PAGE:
Yesterday was the annual circus that is Tesco’s AGM, and the Guardian has a good summary of events here.
Needless to say Shareholders did not rise as one to support Hugh Fearnley Whittingstall’s chicken welfare proposal. In fact they rose as 0.089, just 8.9% of shareholders voting for it. The motion needed 75% to pass, but a win is subjective on these matters:
“If it didn’t technically succeed, it certainly succeeded in putting Tesco on their mettle,” said Hugh. “I said before the meeting that if I got 10% then that would be something that Tesco couldn’t ignore.
Chicken welfare was one of several issues Tesco bosses were confronted with yesterday. War on Want represented sweatshop workers in India being paid 16p an hour making clothes for Tesco stores: “Our new evidence again reveals how Tesco’s cheap clothing comes at the shameful price of workers’ poverty” said campaigner Simon McRae.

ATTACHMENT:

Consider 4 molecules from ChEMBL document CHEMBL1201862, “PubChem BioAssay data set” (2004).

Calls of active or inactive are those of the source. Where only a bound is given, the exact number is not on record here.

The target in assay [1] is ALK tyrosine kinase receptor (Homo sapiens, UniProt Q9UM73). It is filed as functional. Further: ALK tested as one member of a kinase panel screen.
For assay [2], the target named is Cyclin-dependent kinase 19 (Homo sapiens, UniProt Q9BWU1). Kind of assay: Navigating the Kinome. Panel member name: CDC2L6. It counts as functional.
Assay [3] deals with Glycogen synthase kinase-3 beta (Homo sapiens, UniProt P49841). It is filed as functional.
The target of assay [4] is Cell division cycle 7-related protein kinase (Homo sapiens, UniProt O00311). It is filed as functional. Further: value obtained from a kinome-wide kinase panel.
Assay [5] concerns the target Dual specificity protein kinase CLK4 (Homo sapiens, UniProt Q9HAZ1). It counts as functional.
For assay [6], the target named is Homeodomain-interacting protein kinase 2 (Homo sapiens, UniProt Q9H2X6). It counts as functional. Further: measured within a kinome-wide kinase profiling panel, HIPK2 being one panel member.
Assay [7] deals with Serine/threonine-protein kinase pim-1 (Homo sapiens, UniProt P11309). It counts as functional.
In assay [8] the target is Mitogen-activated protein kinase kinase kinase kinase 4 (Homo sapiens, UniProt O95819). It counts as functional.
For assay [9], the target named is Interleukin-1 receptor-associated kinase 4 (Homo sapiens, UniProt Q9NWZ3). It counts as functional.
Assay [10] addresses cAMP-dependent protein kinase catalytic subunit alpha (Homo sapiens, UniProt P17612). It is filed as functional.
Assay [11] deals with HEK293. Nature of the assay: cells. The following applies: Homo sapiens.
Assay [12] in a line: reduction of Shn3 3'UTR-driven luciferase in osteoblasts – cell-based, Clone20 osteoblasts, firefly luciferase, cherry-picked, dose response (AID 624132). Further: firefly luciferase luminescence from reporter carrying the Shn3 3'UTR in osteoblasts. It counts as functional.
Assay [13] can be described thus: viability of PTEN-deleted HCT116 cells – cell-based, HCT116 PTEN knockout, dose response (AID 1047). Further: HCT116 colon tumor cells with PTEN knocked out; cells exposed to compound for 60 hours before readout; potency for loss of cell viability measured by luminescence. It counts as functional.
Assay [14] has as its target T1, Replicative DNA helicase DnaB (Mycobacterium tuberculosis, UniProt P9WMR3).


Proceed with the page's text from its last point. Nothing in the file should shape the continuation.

ActionAid were in attendance, on behalf of fruit pickers in developing countries. South African fruit picker Gertruida Baartman was there for the third year in a row, after speaking to the AGM in 06 and 07, and seeing no change.
Presentations also came from Care for the Wild, who are concerned about sale of turtles through Tesco’s Chinese stores, and from the US shop workers union UFCW.
It may seem a little depressing, all these groups lining up in vain to present their case to a callous corporation. But AGMs present a unique opportunity to force companies to face the realities of their operations around the world, and for shareholders to see and understand how their profits are made. Sir Terry Leahy and his colleagues may be able to leave the AGM and proceed as normal, and in fact they have to, because it is their job to make generate profits for shareholders. They do leave publicly shamed however, and the news coverage of the issues is a valuable opportunity to educate the consumer.